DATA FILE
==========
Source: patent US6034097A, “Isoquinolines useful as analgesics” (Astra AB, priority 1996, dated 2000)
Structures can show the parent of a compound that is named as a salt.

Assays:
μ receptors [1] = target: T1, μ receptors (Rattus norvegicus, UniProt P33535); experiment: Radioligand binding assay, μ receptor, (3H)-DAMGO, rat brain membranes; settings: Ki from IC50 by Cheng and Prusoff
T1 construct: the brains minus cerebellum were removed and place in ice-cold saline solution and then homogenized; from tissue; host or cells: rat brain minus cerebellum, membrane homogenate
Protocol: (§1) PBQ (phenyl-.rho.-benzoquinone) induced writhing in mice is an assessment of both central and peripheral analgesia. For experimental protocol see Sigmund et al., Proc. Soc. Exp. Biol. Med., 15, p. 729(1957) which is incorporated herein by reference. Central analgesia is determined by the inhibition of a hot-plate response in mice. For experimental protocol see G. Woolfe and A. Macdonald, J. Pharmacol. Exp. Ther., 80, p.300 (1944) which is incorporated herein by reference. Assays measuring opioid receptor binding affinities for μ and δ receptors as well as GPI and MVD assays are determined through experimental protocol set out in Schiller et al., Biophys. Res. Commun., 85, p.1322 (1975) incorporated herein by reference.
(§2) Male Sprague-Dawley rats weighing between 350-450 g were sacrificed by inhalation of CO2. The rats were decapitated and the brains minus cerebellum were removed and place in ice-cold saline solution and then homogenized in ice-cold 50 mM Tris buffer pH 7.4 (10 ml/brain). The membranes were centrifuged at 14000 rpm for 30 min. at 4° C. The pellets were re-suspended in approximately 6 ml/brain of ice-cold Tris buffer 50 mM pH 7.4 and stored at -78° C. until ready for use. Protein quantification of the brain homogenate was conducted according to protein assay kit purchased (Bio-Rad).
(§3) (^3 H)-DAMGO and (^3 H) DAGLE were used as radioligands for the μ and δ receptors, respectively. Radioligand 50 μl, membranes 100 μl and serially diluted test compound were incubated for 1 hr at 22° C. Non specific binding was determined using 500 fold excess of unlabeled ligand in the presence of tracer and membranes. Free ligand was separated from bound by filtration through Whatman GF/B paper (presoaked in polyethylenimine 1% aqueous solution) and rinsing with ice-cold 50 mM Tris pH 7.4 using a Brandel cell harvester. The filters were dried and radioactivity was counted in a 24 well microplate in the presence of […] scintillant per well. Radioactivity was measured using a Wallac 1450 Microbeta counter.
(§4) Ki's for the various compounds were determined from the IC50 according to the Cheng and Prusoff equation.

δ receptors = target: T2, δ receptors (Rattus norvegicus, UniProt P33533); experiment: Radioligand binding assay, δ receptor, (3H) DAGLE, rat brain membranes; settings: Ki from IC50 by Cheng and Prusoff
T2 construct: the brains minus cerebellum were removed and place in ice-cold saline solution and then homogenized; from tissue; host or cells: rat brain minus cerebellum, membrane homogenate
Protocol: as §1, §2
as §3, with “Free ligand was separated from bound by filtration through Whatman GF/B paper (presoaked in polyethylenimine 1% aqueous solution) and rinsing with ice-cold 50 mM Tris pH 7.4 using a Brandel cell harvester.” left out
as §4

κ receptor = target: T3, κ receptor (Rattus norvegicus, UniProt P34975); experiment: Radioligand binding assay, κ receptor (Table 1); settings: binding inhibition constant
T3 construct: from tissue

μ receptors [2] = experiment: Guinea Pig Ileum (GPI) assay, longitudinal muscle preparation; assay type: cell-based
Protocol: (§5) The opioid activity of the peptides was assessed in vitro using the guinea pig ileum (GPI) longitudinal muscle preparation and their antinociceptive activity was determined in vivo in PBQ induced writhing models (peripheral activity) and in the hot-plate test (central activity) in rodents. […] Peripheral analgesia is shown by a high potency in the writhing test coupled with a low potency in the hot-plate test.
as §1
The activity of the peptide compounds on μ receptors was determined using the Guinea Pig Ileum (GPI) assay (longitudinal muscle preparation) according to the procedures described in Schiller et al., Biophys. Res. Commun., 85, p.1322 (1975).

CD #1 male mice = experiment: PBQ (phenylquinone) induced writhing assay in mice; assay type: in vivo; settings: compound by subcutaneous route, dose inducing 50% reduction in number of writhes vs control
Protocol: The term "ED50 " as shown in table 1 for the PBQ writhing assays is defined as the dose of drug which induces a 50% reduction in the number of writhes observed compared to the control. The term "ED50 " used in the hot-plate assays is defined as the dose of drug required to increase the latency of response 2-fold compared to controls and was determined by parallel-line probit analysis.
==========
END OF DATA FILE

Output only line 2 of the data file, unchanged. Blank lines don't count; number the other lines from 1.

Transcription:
Structures can show the parent of a compound that is named as a salt.